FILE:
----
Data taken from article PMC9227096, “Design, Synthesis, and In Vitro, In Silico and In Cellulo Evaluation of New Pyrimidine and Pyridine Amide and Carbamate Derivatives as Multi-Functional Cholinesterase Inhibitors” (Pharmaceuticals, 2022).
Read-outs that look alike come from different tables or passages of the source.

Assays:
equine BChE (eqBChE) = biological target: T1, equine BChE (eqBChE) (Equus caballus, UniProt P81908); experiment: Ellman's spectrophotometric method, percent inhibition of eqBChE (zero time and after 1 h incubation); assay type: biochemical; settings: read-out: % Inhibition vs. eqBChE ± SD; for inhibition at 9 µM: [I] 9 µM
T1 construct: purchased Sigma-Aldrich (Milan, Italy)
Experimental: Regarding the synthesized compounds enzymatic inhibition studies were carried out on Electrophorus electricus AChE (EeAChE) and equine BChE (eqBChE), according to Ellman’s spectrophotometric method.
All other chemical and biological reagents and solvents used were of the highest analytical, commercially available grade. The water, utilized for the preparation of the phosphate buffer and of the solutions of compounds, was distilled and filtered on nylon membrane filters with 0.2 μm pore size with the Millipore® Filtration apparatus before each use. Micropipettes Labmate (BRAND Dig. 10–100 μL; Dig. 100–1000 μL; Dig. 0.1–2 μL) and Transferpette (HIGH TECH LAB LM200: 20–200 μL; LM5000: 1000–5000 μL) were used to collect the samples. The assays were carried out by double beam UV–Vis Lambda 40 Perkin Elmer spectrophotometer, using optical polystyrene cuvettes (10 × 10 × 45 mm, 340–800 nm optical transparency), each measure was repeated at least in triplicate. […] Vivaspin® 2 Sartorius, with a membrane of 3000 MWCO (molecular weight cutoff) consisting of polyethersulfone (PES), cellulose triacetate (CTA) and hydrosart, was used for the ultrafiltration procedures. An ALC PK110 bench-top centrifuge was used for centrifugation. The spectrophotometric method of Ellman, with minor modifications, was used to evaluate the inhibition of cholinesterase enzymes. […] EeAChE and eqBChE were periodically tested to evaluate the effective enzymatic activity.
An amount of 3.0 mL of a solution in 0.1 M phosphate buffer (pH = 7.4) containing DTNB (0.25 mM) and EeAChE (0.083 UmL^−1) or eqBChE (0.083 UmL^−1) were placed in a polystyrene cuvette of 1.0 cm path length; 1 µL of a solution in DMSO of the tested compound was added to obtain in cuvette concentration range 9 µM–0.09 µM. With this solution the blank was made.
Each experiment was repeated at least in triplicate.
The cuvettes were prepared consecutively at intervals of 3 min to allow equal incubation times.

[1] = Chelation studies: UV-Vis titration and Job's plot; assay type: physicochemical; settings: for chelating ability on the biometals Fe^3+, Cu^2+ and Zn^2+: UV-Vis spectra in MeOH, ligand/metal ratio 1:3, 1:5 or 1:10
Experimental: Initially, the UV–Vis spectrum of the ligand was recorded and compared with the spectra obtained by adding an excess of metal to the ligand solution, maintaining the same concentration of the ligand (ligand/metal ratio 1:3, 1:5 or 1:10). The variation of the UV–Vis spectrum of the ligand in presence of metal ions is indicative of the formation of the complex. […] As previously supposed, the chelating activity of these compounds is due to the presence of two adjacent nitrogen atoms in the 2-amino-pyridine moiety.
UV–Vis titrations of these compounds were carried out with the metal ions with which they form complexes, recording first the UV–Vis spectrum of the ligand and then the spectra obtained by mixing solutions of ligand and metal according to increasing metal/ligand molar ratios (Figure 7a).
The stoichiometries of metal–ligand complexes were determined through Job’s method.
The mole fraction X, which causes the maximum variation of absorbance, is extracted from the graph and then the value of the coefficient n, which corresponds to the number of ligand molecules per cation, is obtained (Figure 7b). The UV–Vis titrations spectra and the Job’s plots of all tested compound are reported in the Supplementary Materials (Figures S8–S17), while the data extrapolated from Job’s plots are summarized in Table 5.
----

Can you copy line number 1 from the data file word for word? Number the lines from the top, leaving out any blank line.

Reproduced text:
Data taken from article PMC9227096, “Design, Synthesis, and In Vitro, In Silico and In Cellulo Evaluation of New Pyrimidine and Pyridine Amide and Carbamate Derivatives as Multi-Functional Cholinesterase Inhibitors” (Pharmaceuticals, 2022).